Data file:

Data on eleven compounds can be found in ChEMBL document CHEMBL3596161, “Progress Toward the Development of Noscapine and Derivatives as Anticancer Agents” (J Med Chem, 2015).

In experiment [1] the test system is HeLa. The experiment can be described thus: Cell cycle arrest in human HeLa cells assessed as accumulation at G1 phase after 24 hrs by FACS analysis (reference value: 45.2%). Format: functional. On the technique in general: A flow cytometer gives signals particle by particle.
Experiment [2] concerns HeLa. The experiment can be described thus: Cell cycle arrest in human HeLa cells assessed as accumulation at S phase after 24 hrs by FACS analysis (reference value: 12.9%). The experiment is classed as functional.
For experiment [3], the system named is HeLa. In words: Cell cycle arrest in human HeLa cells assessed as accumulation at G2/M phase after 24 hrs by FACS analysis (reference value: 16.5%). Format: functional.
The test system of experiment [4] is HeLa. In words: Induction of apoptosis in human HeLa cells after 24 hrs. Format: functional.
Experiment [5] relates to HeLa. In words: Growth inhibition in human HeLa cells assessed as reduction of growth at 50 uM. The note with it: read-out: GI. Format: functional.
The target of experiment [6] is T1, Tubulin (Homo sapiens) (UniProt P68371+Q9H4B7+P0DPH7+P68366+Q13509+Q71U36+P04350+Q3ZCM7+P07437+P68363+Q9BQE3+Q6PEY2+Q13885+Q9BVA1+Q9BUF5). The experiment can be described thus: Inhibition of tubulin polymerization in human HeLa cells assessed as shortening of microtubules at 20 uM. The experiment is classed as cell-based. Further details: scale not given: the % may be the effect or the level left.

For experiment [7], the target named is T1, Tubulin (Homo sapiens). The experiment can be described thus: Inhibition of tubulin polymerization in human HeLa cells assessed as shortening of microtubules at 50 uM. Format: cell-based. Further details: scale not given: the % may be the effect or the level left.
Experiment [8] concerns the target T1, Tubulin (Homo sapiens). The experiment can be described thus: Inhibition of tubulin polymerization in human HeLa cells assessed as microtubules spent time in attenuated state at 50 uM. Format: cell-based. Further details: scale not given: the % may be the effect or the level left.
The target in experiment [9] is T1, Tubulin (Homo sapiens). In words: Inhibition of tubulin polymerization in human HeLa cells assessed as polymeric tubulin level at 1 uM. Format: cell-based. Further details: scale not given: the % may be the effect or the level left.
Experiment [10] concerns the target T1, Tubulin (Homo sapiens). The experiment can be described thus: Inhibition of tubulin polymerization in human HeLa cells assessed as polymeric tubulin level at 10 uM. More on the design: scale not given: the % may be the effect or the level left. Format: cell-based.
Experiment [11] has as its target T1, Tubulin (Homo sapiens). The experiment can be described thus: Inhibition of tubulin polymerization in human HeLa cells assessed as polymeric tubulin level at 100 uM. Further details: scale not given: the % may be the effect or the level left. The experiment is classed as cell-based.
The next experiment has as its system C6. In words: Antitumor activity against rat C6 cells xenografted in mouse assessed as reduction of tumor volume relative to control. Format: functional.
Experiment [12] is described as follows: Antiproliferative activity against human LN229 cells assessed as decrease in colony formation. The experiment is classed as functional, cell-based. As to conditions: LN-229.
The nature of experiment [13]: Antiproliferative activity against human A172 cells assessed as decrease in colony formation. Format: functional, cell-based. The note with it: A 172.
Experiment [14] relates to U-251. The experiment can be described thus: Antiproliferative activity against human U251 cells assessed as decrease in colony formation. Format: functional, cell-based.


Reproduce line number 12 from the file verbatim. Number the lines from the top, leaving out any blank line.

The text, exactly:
Experiment [11] has as its target T1, Tubulin (Homo sapiens). The experiment can be described thus: Inhibition of tubulin polymerization in human HeLa cells assessed as polymeric tubulin level at 100 uM. Further details: scale not given: the % may be the effect or the level left. The experiment is classed as cell-based.